Marc Caplan in the Los Angeles Review of Books:
ONE HUNDRED YEARS AGO, when most American Jews were immigrants from Eastern Europe, nearly every Jew in the United States spoke Yiddish, but no one gave it any respect. Today, by contrast, everyone is full of affection for Yiddish, even though almost no one speaks it. Though one hears from every synagogue pulpit and reads in most university Jewish Studies mission statements that Hebrew is the eternal and unifying language of the Jewish experience, Yiddish maintains an emotional claim on the descendants of Eastern European Jews, as well as leaving an indelible imprint on the popular culture created by, for, and among these immigrants and their offspring. Is this valorization of Yiddish commensurate with knowledge and appreciation of — or respect for — the language and the culture it created beyond the lexicon of sentimental melodies, off-color jokes, and redefined adjectives? One could gesture to the 2020 Seth Rogen film An American Pickle without having to answer the question further. Emotional relationships can often lead in nonrational directions, seldom directed by facts.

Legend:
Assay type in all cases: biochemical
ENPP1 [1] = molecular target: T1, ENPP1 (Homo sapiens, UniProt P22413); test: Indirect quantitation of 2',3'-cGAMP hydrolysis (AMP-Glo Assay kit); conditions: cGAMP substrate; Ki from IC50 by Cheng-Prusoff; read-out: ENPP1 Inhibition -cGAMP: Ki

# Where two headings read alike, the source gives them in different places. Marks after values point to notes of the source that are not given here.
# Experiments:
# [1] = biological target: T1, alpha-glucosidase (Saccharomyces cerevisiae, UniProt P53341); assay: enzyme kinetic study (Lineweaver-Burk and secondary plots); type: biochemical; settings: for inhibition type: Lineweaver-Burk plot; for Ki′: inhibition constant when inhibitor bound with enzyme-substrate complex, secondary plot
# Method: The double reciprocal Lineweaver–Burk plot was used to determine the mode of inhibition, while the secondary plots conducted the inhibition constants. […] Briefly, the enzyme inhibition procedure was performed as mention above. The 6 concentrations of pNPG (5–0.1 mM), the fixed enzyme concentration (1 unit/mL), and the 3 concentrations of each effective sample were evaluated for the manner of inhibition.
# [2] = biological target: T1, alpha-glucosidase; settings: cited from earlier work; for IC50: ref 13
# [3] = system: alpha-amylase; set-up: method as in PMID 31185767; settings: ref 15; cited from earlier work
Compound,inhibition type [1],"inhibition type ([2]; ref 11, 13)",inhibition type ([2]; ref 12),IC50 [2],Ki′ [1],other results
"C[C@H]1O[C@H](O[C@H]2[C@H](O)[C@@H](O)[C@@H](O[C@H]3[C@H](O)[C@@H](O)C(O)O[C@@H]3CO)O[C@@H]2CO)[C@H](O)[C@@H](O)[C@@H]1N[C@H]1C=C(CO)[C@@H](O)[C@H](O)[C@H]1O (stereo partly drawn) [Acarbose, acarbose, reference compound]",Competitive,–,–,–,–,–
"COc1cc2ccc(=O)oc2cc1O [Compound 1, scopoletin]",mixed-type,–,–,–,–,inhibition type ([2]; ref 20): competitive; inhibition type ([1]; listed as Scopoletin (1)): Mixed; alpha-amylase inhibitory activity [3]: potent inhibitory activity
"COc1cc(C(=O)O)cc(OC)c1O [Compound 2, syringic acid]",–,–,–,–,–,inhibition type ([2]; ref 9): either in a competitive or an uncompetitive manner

Toni Morrison has cautioned all Americans that no haunting can ever be entirely benign. And to the extent that Yiddish has changed American culture — as Ilan Stavans and Josh Lambert assert in the title of their readable and teachable new anthology — it is as a haunting, a ghostly reminder of deceased ancestors, defunct aspirations, and lost causes.